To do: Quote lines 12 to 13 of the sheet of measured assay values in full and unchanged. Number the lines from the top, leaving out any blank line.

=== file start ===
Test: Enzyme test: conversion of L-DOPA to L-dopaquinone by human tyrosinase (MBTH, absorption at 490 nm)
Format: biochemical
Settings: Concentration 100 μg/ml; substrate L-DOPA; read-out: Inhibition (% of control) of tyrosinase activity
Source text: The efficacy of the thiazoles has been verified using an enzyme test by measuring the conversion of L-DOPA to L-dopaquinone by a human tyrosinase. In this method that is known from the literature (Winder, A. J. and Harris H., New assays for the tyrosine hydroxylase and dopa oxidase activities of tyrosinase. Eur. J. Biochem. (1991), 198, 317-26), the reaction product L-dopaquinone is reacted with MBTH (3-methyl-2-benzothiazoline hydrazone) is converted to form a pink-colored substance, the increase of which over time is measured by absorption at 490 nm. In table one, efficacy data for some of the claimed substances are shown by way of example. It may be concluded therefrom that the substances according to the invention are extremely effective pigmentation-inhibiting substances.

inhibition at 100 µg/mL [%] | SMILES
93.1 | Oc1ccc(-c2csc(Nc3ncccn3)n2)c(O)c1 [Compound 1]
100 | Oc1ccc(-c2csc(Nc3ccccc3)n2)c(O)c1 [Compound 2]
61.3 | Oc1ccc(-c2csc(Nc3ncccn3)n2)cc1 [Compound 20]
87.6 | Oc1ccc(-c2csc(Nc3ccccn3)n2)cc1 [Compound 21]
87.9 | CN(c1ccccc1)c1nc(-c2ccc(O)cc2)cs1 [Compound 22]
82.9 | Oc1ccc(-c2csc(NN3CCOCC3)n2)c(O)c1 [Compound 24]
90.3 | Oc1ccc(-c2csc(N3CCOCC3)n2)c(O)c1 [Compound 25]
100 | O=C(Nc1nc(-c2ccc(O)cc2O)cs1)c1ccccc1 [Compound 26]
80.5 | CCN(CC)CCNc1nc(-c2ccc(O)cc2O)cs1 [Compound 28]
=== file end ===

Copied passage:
90.3 | Oc1ccc(-c2csc(N3CCOCC3)n2)c(O)c1 [Compound 25]
100 | O=C(Nc1nc(-c2ccc(O)cc2O)cs1)c1ccccc1 [Compound 26]